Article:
Learning Pool at Geek’n’Rolla – The Event that Rocked

long-queue1I was at an unconference yesterday.  It was called Geek‘n’Rolla Tech Crunch and, despite the intermittent whooping and air punching, it was a motivating, inspirational and frenetically busy event.

I call it an unconference, to use an achingly trendy term, because it was cool, unstuffy and informal.  There was a bit of swearing and not a lot of tie wearing.  The speakers signed off with their Twitter addresses as well as their website and email addresses. 

Oh, and there were quite a few cool trilby’s too, especially the neon pink one belonging to the gentleman sitting in front of me with the clashing yellow spectacles.

The speed conveyor belt of speakers, maximum air time of 15 minutes each, delivered up thought provoking and interesting showcases, as well as ideas and experiences of their times as start up businesses in the UK Technical Sector.

Highlights included Andy McLoughlin from Huddle who shared on ‘How to hire a team of peers’ (that’s ‘peers’ not ‘Pierce’ – there really was no need for the smug mug of Mr Morgan, thank you). 

Leisa Reichelt from Disambiguity gave some fab, short and punchy rules to abide by when trying to maximise website usability and William Reeve, one of the entrepreneurs behind the wildly successful LoveFilms.com, talked about his financial road to success.  We were all ears.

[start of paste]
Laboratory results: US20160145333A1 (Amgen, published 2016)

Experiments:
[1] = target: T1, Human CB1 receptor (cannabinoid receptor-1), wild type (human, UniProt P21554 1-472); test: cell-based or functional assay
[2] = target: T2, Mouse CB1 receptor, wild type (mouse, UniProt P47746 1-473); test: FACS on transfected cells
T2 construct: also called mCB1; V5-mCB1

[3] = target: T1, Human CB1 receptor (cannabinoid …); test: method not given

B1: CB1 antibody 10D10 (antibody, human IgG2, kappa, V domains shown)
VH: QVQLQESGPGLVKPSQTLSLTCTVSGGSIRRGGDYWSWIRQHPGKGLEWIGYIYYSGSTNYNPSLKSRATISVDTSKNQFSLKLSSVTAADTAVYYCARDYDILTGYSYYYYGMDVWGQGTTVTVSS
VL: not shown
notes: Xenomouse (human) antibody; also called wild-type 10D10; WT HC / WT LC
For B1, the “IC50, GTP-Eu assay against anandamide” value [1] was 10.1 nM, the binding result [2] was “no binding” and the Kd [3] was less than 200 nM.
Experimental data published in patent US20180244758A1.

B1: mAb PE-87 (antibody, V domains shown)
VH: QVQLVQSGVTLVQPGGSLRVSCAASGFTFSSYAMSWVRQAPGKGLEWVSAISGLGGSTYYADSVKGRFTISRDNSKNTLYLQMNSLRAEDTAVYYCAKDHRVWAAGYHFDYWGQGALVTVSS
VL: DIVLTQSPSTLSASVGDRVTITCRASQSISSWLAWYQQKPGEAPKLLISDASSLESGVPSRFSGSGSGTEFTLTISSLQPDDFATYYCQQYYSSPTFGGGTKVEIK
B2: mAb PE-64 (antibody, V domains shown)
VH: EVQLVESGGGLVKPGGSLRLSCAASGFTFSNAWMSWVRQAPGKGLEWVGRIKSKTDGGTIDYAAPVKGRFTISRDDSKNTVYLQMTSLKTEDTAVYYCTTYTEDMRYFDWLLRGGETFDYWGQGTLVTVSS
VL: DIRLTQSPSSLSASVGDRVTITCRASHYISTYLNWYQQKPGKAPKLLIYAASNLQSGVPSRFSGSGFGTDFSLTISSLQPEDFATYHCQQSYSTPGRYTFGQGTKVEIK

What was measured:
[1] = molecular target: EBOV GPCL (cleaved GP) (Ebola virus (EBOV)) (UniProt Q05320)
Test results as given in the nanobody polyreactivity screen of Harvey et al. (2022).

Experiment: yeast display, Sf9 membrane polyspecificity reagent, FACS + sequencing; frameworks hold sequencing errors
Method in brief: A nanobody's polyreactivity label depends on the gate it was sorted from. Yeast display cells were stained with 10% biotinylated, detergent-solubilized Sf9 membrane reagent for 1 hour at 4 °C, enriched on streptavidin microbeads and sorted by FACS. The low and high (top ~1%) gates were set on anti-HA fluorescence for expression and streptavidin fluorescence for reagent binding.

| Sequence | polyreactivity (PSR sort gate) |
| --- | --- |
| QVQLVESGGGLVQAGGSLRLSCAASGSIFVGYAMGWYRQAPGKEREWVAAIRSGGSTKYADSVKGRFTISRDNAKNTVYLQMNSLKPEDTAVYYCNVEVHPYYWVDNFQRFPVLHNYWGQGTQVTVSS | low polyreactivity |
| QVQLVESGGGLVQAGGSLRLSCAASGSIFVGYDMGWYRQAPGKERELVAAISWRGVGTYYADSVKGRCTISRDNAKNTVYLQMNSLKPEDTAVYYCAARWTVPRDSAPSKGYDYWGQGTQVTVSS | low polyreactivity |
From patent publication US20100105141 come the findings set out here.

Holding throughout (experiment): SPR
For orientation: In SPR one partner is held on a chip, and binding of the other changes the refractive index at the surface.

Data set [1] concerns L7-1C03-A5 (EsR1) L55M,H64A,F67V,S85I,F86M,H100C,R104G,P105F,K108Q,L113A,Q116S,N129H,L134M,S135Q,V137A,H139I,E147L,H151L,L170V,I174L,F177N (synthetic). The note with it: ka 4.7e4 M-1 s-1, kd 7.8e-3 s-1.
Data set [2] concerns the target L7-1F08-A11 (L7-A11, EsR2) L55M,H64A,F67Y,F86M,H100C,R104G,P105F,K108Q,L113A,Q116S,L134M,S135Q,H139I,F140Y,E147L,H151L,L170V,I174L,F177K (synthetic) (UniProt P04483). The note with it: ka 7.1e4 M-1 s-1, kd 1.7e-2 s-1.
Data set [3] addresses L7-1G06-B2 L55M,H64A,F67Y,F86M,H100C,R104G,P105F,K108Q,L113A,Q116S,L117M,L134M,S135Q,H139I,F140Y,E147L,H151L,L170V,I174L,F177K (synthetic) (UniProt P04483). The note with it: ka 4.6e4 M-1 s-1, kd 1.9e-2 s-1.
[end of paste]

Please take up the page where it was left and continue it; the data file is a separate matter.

The funniest part of the day?  When the audience’s heckling of the panellists via the live Twitter feed beamed to the huge screen behind them threatened to take over as the floor show. 

Belated congratulations, by the way, to the delegate who used this part of the conference to Twitter about the fact that he’d just asked a beautiful woman techy person to marry him.  Not sure if this was during the lunch break, and whether she said yes, but there you go – it was that kind of day.

And the most cringe-worthy part of the day?  It had to be the orchestrated none-debate from the panel of otherwise successful women tech entrepreneurs.  The topic was ‘How can we get more women involved in tech start ups?’ but no sensible conclusions were reached.  A subject worthy of more structured and sensible debate at another time, certainly. 

My tuppence?  At least this was one gig where the queue for the girl’s toilets was shorter than the boy’s.

So well done to the effervescent Mike Butcher from Tech Crunch Europe, who did a superb job marshalling, chairing, cheer leading and generally buzzing the event along. 

Rock on.

Janet

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2 Responses to “Learning Pool at Geek’n’Rolla – The Event that Rocked”

  1. Andy Houghton Says:

    From the very song… Rock On

    And where do we go from here
    Which is the way that’s clear

    Andy

  2. learningpool Says:

    Well it seems the GeeknRolla debate on Women in Technology has continued after the conference.

    The Guardian asks ‘Why shouldn’t there be more women in technology?’
    http://tinyurl.com/cuh6qo

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